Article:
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jca's avatar

Why is the Keurig coffee maker so popular when one of our goals should be to use less plastic?

Asked by jca (36002points) September 26th, 2010

The Keurig coffee maker uses individual plastic cups which each make a cup of coffee, tea, hot chocolate or other drinks. I think the size of the individual plastic cups are small enough that a lot of people don’t bother recycling them. Why would such a product be popular when we are supposed to be trying to use less plastic products?

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12 Answers

MyNewtBoobs's avatar

Because we’re supposed to be using less plastic. That doesn’t mean it’s a personal goal for every person. We’re supposed to work out, eat healthier, go to the doctor on time, take vitamins, get regular maintenance on our cars, live within our means, not do coke, etc. But at the end of the day, most people would rather watch half an hour of tv than work out for half an hour.

Also, plastic isn’t really promoted as part of the global warming/foreign oil interests thing. People might carpool every now and again, they’ll try to recycle the newspaper, but tell them that they can’t have their precious plastic and the Green Movement will go down in flames overnight. Hell, I didn’t know until a month ago that plastic came from petroleum.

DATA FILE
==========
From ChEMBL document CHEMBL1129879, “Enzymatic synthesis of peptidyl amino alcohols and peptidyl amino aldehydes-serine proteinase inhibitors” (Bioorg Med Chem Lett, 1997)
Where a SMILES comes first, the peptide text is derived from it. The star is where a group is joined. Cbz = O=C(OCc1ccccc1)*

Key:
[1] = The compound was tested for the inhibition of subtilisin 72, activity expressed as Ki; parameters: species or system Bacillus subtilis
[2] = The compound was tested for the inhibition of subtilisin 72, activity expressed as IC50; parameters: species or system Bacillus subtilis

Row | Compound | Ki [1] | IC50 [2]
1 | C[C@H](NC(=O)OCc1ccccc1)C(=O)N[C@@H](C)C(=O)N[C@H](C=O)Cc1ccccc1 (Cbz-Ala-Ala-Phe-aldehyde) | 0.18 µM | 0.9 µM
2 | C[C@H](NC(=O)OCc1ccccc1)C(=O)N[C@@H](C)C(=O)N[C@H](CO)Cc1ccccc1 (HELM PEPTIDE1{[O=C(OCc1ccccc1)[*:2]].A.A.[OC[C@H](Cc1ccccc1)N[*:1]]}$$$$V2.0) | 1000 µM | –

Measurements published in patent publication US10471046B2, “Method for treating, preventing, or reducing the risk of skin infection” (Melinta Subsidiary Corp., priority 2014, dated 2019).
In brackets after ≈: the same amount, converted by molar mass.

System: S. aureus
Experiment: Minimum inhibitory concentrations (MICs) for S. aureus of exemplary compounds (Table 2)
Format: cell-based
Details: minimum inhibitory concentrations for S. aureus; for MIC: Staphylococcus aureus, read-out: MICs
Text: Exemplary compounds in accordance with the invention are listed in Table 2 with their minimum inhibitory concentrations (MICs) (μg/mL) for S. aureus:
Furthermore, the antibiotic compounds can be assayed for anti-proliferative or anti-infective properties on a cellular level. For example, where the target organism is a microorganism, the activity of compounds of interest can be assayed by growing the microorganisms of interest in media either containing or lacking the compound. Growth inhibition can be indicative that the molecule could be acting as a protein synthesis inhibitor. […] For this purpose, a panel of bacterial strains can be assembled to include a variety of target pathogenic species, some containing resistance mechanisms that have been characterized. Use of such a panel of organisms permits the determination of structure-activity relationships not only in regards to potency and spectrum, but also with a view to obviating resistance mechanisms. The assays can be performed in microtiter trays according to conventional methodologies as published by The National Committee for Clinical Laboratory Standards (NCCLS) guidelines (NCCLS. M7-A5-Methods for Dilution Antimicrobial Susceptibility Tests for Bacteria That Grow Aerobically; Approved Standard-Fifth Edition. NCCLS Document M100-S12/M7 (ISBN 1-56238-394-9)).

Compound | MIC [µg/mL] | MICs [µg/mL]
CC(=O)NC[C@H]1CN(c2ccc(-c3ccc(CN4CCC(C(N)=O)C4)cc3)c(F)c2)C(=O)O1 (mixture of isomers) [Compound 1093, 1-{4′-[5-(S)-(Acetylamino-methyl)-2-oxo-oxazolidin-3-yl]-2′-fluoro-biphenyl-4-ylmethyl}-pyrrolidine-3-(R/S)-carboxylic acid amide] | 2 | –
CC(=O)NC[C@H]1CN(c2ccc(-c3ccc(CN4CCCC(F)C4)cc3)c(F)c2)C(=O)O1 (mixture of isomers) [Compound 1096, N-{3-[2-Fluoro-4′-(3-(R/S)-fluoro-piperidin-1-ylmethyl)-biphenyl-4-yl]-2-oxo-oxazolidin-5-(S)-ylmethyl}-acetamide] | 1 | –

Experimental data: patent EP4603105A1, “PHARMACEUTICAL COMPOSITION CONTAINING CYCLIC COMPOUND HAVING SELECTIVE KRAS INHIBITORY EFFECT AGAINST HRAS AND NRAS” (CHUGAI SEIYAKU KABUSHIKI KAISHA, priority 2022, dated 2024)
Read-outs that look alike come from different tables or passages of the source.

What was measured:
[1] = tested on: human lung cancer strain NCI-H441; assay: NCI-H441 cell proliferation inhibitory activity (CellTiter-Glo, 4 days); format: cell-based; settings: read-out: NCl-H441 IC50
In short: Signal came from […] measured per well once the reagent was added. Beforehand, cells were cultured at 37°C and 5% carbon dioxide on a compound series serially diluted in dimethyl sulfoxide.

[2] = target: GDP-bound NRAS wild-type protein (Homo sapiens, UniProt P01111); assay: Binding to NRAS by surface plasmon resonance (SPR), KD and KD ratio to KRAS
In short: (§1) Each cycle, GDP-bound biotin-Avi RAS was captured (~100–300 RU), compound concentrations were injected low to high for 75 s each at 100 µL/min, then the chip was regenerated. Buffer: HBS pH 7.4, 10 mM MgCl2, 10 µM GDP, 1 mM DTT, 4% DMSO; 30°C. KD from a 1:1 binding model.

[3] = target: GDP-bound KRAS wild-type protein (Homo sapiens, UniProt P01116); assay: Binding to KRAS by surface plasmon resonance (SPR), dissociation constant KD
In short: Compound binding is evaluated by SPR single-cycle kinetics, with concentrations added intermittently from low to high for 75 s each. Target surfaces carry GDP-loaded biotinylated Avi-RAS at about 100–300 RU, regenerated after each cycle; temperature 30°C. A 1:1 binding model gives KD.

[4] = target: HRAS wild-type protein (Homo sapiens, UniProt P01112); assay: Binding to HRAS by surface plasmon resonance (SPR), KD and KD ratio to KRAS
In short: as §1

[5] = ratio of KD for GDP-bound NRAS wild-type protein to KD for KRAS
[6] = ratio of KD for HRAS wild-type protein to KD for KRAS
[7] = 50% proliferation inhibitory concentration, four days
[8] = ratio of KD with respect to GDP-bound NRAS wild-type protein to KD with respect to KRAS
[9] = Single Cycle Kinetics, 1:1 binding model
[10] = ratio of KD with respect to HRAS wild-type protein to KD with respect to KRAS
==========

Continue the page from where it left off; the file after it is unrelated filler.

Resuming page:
wilma's avatar

Because drinking coffee and having the cool new coffee gadget is currently cool.
Being “green” is also currently cool, but for some people, only if it suits at the moment.
I am not saying that everyone who tries to be environmentally conservative or drinks coffee is a hypocrite, just some of them

cockswain's avatar

I’m so with you on this one, @jca. We tend to showcase our green efforts where I work, but then we got one of those things and we blow through those plastic cups at ridiculous speeds. I’m as guilty as any of them, but have no excuse. I try to be environmentally conscious, but I’m a disgusting hypocrite in this regard. I should bring a mini french press and grinder to work.

Thanks for the guilt trip.

MyNewtBoobs's avatar

You aren’t supposed to recycle anything that hasn’t been rinsed out first. So those little cups need to be rinsed before being dumped in the recycle bin. Most people will recycle the plastic bottle that Tums came in, but not the sour cream container because it’s not convenient.

BarnacleBill's avatar

You can reuse those little plastic things. K-Kaps

MyNewtBoobs's avatar

Another reason why it’s so popular: Tons of really yummy choices built right in. Most offices without it have one kind of coffee – maybe a decaf, too, but certainly not the hazelnut, vanilla, Irish creme kind of choices – a couple of Swiss Miss packets that’ll be gone by the end of the week and never replenished, and some Lipton (much less awesome than the better quality that comes with this coffee maker in a variety of yummy flavors). It’s like having a gourmet coffee/tea shop right in the break room!

lillycoyote's avatar